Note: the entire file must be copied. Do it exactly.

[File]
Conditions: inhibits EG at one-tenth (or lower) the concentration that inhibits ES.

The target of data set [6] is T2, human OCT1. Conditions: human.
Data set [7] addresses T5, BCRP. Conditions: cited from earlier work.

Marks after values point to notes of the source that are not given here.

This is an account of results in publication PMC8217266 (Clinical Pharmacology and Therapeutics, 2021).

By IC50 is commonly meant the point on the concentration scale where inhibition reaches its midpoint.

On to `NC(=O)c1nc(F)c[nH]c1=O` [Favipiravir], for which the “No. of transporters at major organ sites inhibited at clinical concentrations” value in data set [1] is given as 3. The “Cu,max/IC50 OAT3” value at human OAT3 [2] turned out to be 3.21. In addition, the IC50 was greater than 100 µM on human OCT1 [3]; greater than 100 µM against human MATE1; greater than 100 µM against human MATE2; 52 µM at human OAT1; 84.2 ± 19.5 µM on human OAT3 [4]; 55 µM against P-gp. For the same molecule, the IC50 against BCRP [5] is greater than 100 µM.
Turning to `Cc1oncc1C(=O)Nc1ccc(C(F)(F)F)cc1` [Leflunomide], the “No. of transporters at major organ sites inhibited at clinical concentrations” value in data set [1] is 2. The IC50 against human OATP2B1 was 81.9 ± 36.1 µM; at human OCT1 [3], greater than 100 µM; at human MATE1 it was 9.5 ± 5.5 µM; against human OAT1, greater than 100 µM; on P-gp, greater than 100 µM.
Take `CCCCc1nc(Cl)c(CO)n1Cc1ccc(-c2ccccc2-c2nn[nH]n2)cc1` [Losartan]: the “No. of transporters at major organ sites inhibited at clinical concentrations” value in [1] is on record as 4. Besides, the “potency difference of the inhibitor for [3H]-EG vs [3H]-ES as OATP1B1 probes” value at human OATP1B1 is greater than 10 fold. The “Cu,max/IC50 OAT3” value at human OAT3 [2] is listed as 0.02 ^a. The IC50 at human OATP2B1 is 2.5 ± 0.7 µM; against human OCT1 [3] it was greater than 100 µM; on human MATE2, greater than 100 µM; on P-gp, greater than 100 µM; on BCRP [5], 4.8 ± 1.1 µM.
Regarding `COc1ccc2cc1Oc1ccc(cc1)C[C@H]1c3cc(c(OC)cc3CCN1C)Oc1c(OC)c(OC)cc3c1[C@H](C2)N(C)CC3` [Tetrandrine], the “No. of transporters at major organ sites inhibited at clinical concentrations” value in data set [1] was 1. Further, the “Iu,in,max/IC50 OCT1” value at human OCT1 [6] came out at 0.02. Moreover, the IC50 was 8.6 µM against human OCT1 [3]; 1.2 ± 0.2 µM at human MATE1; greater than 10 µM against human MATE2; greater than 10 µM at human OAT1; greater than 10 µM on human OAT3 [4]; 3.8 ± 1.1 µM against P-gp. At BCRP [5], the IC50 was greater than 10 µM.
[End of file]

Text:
Conditions: inhibits EG at one-tenth (or lower) the concentration that inhibits ES.

The target of data set [6] is T2, human OCT1. Conditions: human.
Data set [7] addresses T5, BCRP. Conditions: cited from earlier work.

Marks after values point to notes of the source that are not given here.

This is an account of results in publication PMC8217266 (Clinical Pharmacology and Therapeutics, 2021).

By IC50 is commonly meant the point on the concentration scale where inhibition reaches its midpoint.

On to `NC(=O)c1nc(F)c[nH]c1=O` [Favipiravir], for which the “No. of transporters at major organ sites inhibited at clinical concentrations” value in data set [1] is given as 3. The “Cu,max/IC50 OAT3” value at human OAT3 [2] turned out to be 3.21. In addition, the IC50 was greater than 100 µM on human OCT1 [3]; greater than 100 µM against human MATE1; greater than 100 µM against human MATE2; 52 µM at human OAT1; 84.2 ± 19.5 µM on human OAT3 [4]; 55 µM against P-gp. For the same molecule, the IC50 against BCRP [5] is greater than 100 µM.
Turning to `Cc1oncc1C(=O)Nc1ccc(C(F)(F)F)cc1` [Leflunomide], the “No. of transporters at major organ sites inhibited at clinical concentrations” value in data set [1] is 2. The IC50 against human OATP2B1 was 81.9 ± 36.1 µM; at human OCT1 [3], greater than 100 µM; at human MATE1 it was 9.5 ± 5.5 µM; against human OAT1, greater than 100 µM; on P-gp, greater than 100 µM.
Take `CCCCc1nc(Cl)c(CO)n1Cc1ccc(-c2ccccc2-c2nn[nH]n2)cc1` [Losartan]: the “No. of transporters at major organ sites inhibited at clinical concentrations” value in [1] is on record as 4. Besides, the “potency difference of the inhibitor for [3H]-EG vs [3H]-ES as OATP1B1 probes” value at human OATP1B1 is greater than 10 fold. The “Cu,max/IC50 OAT3” value at human OAT3 [2] is listed as 0.02 ^a. The IC50 at human OATP2B1 is 2.5 ± 0.7 µM; against human OCT1 [3] it was greater than 100 µM; on human MATE2, greater than 100 µM; on P-gp, greater than 100 µM; on BCRP [5], 4.8 ± 1.1 µM.
Regarding `COc1ccc2cc1Oc1ccc(cc1)C[C@H]1c3cc(c(OC)cc3CCN1C)Oc1c(OC)c(OC)cc3c1[C@H](C2)N(C)CC3` [Tetrandrine], the “No. of transporters at major organ sites inhibited at clinical concentrations” value in data set [1] was 1. Further, the “Iu,in,max/IC50 OCT1” value at human OCT1 [6] came out at 0.02. Moreover, the IC50 was 8.6 µM against human OCT1 [3]; 1.2 ± 0.2 µM at human MATE1; greater than 10 µM against human MATE2; greater than 10 µM at human OAT1; greater than 10 µM on human OAT3 [4]; 3.8 ± 1.1 µM against P-gp. At BCRP [5], the IC50 was greater than 10 µM.